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Can anyone help regarding the availability of client-side XSLT in mobile HTML5 browsers? caniuse.com has nothing on it.

Is XSLT actually standardized across current mobile browsers?

The HTML5 spec has nothing on XSLT which puts into question whether XML has a future (in light of the fact that there is JSONP but there is no "XMLP")

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3 Answers 3

up vote 1 down vote accepted

The XSLTProcessor API is part of the HTML5 scripting spec:

The Safari Web Content Guide says:

XSLT is supported in iOS 2.0 and later.

Android 2.2.x(Level 8) added Java APIs for XSLT, accessible client-side via the XSLTProcessor API of JavaScript.

Android 4.0 supports XSLT processing instructions, according to answers to the following question:

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Availability of XSLT 1.0 client-side is now pretty universal in modern browsers, with the exception of some mobile platforms; and the level of conformance is also quite reasonable (probably rather better than Javascript/DOM). We've been using client-side XSLT for the Saxonica web site for some months and there are very few reports of problems, though we do have a fall-back site that's static HTML, which we redirect to when we detect that XSLT isn't supported.

The recently open-sourced Saxon-CE now delivers XSLT 2.0 on any browser with Javascript support. It does a lot more than upgrade the XSLT support to XSLT 2.0; it also provides a declarative way of handling user input in the browser and creating interactive applications.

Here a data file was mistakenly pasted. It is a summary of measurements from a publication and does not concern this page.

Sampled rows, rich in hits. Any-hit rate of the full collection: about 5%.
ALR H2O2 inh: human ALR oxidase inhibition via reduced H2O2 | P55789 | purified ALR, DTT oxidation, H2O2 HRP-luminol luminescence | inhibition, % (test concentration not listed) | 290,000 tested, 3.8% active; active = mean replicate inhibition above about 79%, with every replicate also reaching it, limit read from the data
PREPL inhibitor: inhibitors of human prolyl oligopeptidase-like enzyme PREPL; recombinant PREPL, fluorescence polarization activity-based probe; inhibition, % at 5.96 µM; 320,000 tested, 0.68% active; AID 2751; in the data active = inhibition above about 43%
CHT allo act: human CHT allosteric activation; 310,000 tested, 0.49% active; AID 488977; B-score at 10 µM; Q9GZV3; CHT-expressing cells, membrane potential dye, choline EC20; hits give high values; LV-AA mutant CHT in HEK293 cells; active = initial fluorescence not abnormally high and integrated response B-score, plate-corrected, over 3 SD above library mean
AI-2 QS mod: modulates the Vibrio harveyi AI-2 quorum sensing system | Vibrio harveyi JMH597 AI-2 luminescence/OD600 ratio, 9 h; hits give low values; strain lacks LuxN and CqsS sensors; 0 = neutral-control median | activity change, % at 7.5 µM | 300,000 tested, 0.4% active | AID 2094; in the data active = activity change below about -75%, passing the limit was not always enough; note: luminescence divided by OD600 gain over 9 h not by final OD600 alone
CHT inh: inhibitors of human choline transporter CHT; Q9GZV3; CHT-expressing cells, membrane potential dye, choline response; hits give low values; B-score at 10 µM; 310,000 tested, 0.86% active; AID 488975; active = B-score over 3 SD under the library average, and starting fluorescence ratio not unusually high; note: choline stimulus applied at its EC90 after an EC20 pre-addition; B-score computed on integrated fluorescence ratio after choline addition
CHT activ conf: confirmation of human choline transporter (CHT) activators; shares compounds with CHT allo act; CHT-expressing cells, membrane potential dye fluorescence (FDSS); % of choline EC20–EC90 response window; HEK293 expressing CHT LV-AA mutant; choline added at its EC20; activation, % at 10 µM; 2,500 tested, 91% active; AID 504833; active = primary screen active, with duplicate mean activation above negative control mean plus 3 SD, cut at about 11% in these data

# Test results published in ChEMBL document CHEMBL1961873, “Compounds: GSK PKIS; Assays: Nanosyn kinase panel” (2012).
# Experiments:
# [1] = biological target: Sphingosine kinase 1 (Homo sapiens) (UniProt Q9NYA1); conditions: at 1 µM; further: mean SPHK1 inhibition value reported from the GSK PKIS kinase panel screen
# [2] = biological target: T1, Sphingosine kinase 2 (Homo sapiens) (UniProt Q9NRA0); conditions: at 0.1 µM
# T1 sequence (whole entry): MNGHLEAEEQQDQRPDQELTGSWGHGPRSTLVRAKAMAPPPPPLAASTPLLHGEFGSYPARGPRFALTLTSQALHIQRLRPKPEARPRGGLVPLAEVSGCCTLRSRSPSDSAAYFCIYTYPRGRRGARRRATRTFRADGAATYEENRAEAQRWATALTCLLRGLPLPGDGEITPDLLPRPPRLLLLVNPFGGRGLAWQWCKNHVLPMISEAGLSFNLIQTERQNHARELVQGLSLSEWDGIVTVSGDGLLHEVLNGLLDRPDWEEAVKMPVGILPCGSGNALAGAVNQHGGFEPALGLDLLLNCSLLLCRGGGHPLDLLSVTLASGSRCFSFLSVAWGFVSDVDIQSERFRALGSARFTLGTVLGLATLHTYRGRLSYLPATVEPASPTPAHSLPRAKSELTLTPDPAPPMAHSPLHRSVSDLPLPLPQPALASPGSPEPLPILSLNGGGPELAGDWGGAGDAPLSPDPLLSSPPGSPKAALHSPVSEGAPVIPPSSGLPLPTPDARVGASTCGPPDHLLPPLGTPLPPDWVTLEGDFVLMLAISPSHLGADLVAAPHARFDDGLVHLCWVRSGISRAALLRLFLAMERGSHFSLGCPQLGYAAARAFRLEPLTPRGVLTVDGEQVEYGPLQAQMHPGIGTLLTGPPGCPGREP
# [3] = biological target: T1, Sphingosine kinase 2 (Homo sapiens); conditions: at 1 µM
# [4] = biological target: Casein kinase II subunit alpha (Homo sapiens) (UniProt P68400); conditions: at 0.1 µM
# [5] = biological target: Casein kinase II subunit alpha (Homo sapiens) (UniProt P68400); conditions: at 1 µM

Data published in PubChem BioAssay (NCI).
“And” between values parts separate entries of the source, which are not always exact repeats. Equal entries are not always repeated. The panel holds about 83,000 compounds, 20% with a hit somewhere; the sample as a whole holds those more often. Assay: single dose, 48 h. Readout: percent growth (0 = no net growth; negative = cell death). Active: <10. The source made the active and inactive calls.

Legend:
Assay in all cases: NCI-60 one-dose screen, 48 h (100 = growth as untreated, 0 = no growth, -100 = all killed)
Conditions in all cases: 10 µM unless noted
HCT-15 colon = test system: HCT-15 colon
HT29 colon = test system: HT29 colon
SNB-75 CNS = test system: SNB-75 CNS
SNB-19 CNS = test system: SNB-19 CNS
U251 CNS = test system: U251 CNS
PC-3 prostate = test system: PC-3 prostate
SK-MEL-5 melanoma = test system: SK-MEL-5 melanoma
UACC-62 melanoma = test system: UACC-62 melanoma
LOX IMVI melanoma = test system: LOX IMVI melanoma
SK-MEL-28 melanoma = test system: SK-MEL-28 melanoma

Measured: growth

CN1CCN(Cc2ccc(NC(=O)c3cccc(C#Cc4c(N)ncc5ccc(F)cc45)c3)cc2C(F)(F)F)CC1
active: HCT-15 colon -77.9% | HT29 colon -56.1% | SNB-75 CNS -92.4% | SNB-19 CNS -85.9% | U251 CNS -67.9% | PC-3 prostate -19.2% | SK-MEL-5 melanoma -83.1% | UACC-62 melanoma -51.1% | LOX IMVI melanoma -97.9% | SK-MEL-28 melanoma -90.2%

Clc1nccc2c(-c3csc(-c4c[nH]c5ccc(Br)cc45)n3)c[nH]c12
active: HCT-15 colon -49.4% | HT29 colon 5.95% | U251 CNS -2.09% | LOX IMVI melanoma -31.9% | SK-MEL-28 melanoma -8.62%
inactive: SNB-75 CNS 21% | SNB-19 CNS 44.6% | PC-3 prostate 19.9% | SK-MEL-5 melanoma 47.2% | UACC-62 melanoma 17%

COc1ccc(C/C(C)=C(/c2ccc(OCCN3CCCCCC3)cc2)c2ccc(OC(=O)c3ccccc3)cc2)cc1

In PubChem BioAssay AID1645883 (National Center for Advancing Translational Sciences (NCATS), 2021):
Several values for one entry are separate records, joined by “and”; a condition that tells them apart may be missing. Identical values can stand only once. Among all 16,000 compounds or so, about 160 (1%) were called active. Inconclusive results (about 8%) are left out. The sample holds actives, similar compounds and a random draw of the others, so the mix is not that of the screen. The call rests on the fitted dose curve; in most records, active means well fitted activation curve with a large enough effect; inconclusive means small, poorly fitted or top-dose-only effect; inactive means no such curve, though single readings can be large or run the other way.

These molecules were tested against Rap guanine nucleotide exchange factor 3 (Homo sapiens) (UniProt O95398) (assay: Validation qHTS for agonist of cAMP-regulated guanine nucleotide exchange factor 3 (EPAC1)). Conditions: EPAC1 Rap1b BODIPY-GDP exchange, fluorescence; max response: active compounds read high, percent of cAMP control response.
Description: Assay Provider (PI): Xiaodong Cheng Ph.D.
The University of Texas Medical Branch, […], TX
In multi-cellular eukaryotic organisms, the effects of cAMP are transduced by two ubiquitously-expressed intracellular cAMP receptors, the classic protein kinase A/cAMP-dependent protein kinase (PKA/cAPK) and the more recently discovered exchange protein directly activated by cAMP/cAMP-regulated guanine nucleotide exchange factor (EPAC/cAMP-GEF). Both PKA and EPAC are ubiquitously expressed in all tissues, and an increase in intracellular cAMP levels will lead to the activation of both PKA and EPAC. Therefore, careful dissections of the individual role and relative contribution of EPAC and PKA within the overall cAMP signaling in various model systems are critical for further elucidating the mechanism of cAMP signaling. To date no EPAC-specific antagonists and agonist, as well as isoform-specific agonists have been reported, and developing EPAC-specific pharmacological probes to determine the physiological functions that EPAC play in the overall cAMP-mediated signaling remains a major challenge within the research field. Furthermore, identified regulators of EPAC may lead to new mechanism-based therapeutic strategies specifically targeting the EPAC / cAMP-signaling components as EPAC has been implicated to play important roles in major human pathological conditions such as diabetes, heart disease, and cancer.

It's true of course that the browser vendors have largely lost interest in XML. The same isn't true of content publishers, so it's up to third parties to fill the gap.

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those certain mobile exceptions would be the question. thanks for taking time. –  Peter Aron Zentai Mar 23 '12 at 23:41

The only way to ensure that your XML is always properly transformed is to do it server-side. There are huge differences in compatibility for current desktop browsers, and mobile ones certainly don't do much better. Also, HTML5 has nothing to do with XSLT, since XSLT is not a replacement for HTML. XSLT is capable of generating almost any format that you need, including HTML, but it is not designed to represent data like HTML or XML are.

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thanks. I am aware of the differences between html5 and xslt, I simply hoped that the standardization process handled somehow the question as did with for example the drag and drop, etc. but thanks anyway. –  Peter Aron Zentai Mar 23 '12 at 22:52
@PeterAronZentai: Ah, okay. Sorry for misinterpreting the HTML part. XSLT features are not a required feature for a browser, so you should not rely on it. Server-side is the way to go. –  elusive Mar 23 '12 at 22:55

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